[Part 2 ]What do Major Health Organisations Say About ketosis ?
Dr. McDougall’s Health and Medical Center
I would be remiss if I didn’t include the position on ketosis from one of the most outspoken proponents of a vegan diet (as well as a vehement opponent of the Atkins and other low-carb diets), Dr. John McDougall. I interviewed Dr. McDougall on Episode 686 of The Livin’ La Vida Low-Carb Show with Jimmy Moore podcast in 2013. Google it and listen in for one of the most entertaining examples of what dietary dogma looks like. According to his website, Dr. McDougall believes that carbohydrate is the “body’s primary fuel” and that the production of “acidic substances called ketones” will zap your appetite, resulting in a decrease in calorie consumption, nausea and fatigue, and lowered blood pressure. He says this is the same thing that happens to someone during starvation, which is why he describes ketosis as “the make-yourself-sick diet.”
During periods of starvation or fasting, the human brain can very easily switch over to using ketones as an alternative to glucose. As we age, we tend to use less glucose and switch over to alternative fuels in the brain. If we are on a high-carbohydrate diet, which suppresses ketone production, and have no other dietary source of ketones, we cannot expect that our brains will function as well. So many people have at least some degree of insulin resistance, and ketones could provide alternative fuel to cells that are not taking in glucose well, allowing for better cell function and ultimately healthier organs, including the brain.
– Dr. Mary Newport
American Diabetes Association (ADA)
As the leading advocacy group for diabetics in the United States, the ADA certainly has a thing or two to say about ketosis. They describe ketones as “a chemical produced when there is a shortage of insulin in the blood and the body breaks down body fat for energy.” That’s a true statement. But then they note that “high levels of ketones” can lead to “diabetic ketoacidosis and coma.” They leave out the most important factor: that high levels of ketones alone can’t result in ketoacidosis; it only occurs when very high blood sugar and very high levels of ketones happen simultaneously. And with no distinction about who exactly this would happen to (as we’ve already noted, mostly type 1 diabetics who have no insulin production), this kind of statement can only cause fear and panic about getting into a state of ketosis. In fact, in their definition of ketosis, the ADA describes it as “a ketone buildup in the body that may lead to diabetic ketoacidosis,” with warning signs of “nausea, vomiting, and stomach pain.”
Worse, the ADA’s recommended treatment for diabetes is to eat carbs and just cover up their effects with insulin. There’s nothing wrong with taking insulin if it’s truly needed, of course, but even diabetics will experience all the problems that come from eating carbs that everyone else does (with far worse effects than those experienced by nondiabetics). And the ADA makes no mention of the therapeutic use of ketogenic diets in controlling blood sugar and improving health—including for the millions of people with type 2 diabetes who stand to benefit from a ketogenic diet (we’ll tell you more about that in chapter 16). It’s all just gloom and doom.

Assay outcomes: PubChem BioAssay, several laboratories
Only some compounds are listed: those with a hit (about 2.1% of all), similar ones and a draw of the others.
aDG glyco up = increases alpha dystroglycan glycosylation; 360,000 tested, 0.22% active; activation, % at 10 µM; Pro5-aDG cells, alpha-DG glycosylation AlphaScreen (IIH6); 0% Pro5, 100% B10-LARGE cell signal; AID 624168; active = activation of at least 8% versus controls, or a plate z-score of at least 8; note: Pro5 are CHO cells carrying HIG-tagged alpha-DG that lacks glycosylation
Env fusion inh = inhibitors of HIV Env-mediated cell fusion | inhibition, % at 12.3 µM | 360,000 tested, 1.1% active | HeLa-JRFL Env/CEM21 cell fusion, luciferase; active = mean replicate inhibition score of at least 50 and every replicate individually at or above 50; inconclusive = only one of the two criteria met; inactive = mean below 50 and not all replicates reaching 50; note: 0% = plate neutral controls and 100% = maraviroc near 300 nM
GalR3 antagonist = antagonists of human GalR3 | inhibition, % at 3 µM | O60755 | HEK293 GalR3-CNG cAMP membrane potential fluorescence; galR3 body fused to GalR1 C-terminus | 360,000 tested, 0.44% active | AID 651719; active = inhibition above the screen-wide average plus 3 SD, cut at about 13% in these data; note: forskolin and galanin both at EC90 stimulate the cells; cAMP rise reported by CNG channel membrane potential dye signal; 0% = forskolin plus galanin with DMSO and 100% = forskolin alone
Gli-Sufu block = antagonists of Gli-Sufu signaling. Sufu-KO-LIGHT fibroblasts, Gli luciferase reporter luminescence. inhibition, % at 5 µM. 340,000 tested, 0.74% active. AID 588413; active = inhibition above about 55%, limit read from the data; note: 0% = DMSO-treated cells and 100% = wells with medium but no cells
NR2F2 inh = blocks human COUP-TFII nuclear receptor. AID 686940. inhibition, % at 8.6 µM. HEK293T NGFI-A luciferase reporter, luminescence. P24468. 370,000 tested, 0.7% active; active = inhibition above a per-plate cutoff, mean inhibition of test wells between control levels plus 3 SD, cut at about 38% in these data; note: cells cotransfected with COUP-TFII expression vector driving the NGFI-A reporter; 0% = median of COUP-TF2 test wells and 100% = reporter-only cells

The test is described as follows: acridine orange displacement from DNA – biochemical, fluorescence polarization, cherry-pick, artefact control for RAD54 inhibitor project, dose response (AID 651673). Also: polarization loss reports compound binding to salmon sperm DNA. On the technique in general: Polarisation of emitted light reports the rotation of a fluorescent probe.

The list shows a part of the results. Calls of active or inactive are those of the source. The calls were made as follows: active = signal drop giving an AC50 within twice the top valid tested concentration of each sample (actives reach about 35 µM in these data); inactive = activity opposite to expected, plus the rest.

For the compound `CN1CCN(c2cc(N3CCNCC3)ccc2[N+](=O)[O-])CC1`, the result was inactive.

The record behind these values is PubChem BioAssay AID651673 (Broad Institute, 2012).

Given that their audience is composed of the people most at risk for ketoacidosis, the ADA’s concern is understandable. But as long as their blood sugar stays low, diabetics have nothing to fear from ketosis—and since research shows that it can be hugely beneficial in controlling diabetes (again, more on that in chapter 16), they may actually have a lot to gain.
|Our studies suggest that the major protective effect of ketosis is a significant reduction in glucose metabolism. This is the opposite of diabetes.|
– Dr. Charles Mobbs
Just as all these highly regarded organizations—each considered a major authority on health—have formed a united front on cholesterol as the cause of heart disease, (as we shared in Cholesterol Clarity), so too have they ganged up on ketosis, describing it as something that is both undesirable and dangerous. These messages from doctors, dietitians, and know-it-all gurus are totally bogus. That’s why we decided to write this book: to present the arguments for ketosis that are nearly the exact opposite of what all these health groups are saying.
A ketogenic diet has been shown to produce certain therapeutic effects that have led many doctors and other health professionals to recognize it as even more beneficial than the most advanced medications on the market today. In the next chapter, we’ll learn more about medical practitioners whose patients are following low-carb, high-fat, ketogenic diets, with some rather stunning results.
Key Keto Clarity Concepts
- Mainstream health organizations often use hyperbolic rhetoric to describe ketosis.
- Most information we hear about ketosis is incorrect.
- Confusion about the difference between ketosis and ketoacidosis is a major issue.
- Major health authorities are united in their opposition to ketosis.